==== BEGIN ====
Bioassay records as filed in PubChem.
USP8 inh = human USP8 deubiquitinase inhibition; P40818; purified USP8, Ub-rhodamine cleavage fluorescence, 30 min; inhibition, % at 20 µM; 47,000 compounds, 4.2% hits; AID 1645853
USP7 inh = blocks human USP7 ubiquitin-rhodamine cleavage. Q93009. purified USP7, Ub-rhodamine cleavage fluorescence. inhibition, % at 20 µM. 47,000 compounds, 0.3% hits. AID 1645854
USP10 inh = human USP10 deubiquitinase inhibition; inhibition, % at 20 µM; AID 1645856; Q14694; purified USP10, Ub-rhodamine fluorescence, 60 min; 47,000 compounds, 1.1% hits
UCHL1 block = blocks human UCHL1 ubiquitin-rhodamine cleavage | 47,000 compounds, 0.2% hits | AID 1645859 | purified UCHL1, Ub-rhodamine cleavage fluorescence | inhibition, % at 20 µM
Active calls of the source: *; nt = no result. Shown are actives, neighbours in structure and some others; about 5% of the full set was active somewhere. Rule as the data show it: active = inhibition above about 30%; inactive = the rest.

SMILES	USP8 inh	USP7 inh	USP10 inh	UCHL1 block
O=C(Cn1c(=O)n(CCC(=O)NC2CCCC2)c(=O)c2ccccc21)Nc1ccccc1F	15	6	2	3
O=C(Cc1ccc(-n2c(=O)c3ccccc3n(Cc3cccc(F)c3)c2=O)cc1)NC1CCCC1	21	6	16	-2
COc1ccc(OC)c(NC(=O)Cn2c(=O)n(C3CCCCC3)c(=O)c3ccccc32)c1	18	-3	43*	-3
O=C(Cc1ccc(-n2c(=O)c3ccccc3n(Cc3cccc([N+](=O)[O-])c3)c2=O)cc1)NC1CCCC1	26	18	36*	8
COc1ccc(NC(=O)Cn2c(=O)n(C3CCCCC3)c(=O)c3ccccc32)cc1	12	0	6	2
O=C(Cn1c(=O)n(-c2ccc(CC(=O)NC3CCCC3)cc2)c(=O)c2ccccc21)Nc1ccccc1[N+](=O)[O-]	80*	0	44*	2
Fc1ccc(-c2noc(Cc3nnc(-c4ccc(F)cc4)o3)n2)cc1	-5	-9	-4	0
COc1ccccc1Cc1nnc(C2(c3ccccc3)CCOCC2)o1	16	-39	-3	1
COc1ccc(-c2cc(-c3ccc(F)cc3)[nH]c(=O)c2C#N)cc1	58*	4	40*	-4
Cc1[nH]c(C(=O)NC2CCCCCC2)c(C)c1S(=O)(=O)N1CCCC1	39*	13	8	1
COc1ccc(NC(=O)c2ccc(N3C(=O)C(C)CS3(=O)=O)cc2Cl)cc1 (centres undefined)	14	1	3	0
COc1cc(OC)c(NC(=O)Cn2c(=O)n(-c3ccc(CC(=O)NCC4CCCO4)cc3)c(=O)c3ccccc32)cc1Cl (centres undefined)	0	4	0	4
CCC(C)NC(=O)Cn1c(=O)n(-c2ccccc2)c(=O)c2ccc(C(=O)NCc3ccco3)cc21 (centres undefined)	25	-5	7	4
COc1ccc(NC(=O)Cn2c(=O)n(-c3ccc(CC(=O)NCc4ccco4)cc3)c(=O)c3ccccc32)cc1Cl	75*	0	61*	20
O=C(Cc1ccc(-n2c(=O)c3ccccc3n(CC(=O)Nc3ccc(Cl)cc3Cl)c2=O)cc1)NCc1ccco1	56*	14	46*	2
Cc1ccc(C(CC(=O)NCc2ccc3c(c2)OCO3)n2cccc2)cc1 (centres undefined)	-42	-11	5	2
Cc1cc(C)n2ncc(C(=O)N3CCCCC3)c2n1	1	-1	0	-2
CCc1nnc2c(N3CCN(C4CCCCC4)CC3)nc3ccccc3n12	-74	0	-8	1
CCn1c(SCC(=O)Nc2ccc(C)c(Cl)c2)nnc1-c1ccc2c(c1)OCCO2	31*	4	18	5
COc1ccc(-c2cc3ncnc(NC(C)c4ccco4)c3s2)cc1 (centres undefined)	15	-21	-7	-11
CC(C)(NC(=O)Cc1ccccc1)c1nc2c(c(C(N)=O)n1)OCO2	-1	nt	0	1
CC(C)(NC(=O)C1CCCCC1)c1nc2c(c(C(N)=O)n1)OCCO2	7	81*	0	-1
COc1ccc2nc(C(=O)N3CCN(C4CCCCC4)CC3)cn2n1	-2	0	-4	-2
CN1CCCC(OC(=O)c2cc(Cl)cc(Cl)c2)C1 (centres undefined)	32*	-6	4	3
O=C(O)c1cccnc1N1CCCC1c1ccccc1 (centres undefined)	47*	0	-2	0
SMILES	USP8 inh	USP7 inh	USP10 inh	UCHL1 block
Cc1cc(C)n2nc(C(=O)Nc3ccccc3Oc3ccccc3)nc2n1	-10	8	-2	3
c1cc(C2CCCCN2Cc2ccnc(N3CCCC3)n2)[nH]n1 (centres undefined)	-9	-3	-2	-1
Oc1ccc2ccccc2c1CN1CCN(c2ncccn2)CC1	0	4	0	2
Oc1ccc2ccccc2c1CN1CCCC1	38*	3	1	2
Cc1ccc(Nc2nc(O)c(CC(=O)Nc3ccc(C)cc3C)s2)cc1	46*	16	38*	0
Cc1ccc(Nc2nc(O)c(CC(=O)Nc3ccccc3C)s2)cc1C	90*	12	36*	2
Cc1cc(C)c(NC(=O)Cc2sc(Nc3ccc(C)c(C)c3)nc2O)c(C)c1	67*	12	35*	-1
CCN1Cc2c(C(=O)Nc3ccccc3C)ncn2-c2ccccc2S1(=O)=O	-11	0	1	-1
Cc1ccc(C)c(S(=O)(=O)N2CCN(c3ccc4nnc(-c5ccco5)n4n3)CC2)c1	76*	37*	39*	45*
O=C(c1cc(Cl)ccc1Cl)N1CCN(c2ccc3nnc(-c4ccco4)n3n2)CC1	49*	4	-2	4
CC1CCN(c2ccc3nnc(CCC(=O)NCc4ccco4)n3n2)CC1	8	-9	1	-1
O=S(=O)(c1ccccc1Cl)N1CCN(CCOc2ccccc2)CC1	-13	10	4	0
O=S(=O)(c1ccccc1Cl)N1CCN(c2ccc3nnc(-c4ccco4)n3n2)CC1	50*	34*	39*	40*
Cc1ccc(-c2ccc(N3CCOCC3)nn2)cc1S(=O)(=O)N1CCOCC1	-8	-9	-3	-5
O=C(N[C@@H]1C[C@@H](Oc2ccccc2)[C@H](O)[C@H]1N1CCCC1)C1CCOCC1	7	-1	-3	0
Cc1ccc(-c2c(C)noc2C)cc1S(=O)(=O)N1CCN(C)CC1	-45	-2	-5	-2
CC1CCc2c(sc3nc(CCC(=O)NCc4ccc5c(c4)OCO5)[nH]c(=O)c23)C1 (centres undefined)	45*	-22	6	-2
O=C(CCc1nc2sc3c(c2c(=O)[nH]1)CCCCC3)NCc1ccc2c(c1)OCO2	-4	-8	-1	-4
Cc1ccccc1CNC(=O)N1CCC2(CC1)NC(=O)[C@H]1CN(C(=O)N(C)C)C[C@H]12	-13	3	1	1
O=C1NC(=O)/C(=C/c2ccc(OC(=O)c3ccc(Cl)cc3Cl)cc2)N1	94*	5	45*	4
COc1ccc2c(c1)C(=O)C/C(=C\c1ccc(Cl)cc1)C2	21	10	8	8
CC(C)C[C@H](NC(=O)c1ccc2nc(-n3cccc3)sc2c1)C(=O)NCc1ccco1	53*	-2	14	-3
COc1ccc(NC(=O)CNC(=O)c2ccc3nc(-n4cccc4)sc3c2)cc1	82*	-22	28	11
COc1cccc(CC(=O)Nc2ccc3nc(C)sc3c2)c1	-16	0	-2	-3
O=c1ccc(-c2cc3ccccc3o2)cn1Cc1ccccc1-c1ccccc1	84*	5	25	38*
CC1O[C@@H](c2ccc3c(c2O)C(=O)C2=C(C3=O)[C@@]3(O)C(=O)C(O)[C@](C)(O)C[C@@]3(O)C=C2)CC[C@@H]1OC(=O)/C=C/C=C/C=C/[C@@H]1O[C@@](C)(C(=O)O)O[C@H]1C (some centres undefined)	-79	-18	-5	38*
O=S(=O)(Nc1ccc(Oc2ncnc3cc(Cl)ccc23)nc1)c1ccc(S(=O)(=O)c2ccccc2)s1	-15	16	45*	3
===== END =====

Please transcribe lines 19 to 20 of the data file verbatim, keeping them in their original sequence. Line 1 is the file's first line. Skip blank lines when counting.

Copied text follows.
COc1cc(OC)c(NC(=O)Cn2c(=O)n(-c3ccc(CC(=O)NCC4CCCO4)cc3)c(=O)c3ccccc32)cc1Cl (centres undefined)	0	4	0	4
CCC(C)NC(=O)Cn1c(=O)n(-c2ccccc2)c(=O)c2ccc(C(=O)NCc3ccco3)cc21 (centres undefined)	25	-5	7	4